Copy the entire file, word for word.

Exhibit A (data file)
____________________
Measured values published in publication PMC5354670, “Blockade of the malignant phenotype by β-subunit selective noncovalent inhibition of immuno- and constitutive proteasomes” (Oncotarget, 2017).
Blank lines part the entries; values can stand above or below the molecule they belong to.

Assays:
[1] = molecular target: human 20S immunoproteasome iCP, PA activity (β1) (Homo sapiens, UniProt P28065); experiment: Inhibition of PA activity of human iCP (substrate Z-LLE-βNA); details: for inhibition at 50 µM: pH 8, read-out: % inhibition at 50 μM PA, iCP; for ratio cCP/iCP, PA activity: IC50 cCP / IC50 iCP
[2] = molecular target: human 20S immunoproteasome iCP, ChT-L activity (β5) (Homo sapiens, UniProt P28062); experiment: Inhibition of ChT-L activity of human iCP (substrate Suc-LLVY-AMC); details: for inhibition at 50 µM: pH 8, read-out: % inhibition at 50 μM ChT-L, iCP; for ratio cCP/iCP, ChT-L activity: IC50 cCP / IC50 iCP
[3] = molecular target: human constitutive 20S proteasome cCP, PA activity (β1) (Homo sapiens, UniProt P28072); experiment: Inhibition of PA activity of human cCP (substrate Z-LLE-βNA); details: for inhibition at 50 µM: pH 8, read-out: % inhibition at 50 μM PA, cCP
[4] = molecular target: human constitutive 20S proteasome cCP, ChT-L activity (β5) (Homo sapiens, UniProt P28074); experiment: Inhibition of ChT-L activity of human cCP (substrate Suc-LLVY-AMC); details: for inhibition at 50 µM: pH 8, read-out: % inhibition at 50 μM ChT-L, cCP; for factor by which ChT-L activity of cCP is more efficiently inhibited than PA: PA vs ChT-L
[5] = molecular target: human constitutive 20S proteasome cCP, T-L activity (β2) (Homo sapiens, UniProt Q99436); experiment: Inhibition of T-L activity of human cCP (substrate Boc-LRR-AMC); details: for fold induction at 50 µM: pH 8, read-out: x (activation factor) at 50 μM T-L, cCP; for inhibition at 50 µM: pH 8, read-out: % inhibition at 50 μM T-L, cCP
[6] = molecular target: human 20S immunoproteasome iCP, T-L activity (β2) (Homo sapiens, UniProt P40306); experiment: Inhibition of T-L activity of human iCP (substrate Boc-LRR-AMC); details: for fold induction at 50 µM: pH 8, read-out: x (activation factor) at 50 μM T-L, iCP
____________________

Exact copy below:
Measured values published in publication PMC5354670, “Blockade of the malignant phenotype by β-subunit selective noncovalent inhibition of immuno- and constitutive proteasomes” (Oncotarget, 2017).
Blank lines part the entries; values can stand above or below the molecule they belong to.

Assays:
[1] = molecular target: human 20S immunoproteasome iCP, PA activity (β1) (Homo sapiens, UniProt P28065); experiment: Inhibition of PA activity of human iCP (substrate Z-LLE-βNA); details: for inhibition at 50 µM: pH 8, read-out: % inhibition at 50 μM PA, iCP; for ratio cCP/iCP, PA activity: IC50 cCP / IC50 iCP
[2] = molecular target: human 20S immunoproteasome iCP, ChT-L activity (β5) (Homo sapiens, UniProt P28062); experiment: Inhibition of ChT-L activity of human iCP (substrate Suc-LLVY-AMC); details: for inhibition at 50 µM: pH 8, read-out: % inhibition at 50 μM ChT-L, iCP; for ratio cCP/iCP, ChT-L activity: IC50 cCP / IC50 iCP
[3] = molecular target: human constitutive 20S proteasome cCP, PA activity (β1) (Homo sapiens, UniProt P28072); experiment: Inhibition of PA activity of human cCP (substrate Z-LLE-βNA); details: for inhibition at 50 µM: pH 8, read-out: % inhibition at 50 μM PA, cCP
[4] = molecular target: human constitutive 20S proteasome cCP, ChT-L activity (β5) (Homo sapiens, UniProt P28074); experiment: Inhibition of ChT-L activity of human cCP (substrate Suc-LLVY-AMC); details: for inhibition at 50 µM: pH 8, read-out: % inhibition at 50 μM ChT-L, cCP; for factor by which ChT-L activity of cCP is more efficiently inhibited than PA: PA vs ChT-L
[5] = molecular target: human constitutive 20S proteasome cCP, T-L activity (β2) (Homo sapiens, UniProt Q99436); experiment: Inhibition of T-L activity of human cCP (substrate Boc-LRR-AMC); details: for fold induction at 50 µM: pH 8, read-out: x (activation factor) at 50 μM T-L, cCP; for inhibition at 50 µM: pH 8, read-out: % inhibition at 50 μM T-L, cCP
[6] = molecular target: human 20S immunoproteasome iCP, T-L activity (β2) (Homo sapiens, UniProt P40306); experiment: Inhibition of T-L activity of human iCP (substrate Boc-LRR-AMC); details: for fold induction at 50 µM: pH 8, read-out: x (activation factor) at 50 μM T-L, iCP